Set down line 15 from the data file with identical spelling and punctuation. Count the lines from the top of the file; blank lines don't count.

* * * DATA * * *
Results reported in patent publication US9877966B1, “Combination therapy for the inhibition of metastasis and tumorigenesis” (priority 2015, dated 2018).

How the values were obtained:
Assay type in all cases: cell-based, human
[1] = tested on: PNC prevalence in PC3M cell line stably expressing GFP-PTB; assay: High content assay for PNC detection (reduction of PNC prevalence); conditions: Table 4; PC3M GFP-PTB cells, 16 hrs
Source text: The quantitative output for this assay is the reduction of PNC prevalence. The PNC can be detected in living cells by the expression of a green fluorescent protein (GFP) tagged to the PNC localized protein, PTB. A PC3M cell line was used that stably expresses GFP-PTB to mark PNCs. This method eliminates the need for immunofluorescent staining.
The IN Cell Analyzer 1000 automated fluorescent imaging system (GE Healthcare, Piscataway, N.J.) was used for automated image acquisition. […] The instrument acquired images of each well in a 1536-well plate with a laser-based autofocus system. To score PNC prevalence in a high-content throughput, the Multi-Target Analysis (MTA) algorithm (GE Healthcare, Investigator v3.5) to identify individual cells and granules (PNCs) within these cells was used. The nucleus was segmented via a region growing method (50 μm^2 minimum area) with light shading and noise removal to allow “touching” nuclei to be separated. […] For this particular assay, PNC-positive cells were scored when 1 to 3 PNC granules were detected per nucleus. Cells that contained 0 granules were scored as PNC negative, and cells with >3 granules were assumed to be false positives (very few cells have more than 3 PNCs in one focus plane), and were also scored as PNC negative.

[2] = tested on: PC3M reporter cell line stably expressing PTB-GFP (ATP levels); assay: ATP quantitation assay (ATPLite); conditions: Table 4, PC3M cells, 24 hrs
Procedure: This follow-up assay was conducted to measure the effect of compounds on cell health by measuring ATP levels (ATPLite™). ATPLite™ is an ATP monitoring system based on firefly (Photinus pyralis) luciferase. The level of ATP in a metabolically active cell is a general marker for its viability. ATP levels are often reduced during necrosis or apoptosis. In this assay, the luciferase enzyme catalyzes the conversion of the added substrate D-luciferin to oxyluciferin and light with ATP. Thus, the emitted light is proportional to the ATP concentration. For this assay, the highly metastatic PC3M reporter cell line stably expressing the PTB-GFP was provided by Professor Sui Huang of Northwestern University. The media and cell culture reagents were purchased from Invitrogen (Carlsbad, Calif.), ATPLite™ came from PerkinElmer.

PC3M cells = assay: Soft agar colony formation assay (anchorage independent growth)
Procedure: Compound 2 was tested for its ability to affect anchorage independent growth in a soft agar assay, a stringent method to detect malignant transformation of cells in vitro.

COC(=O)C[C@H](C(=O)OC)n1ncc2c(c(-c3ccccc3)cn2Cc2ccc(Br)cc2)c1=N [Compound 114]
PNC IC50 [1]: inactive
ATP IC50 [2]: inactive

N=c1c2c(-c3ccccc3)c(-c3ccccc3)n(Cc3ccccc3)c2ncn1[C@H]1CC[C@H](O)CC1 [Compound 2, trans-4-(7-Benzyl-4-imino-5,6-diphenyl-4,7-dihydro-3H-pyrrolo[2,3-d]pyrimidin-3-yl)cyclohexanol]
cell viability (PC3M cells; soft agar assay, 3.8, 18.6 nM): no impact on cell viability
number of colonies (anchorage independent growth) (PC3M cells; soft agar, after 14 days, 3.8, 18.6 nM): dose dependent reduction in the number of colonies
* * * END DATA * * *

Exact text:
cell viability (PC3M cells; soft agar assay, 3.8, 18.6 nM): no impact on cell viability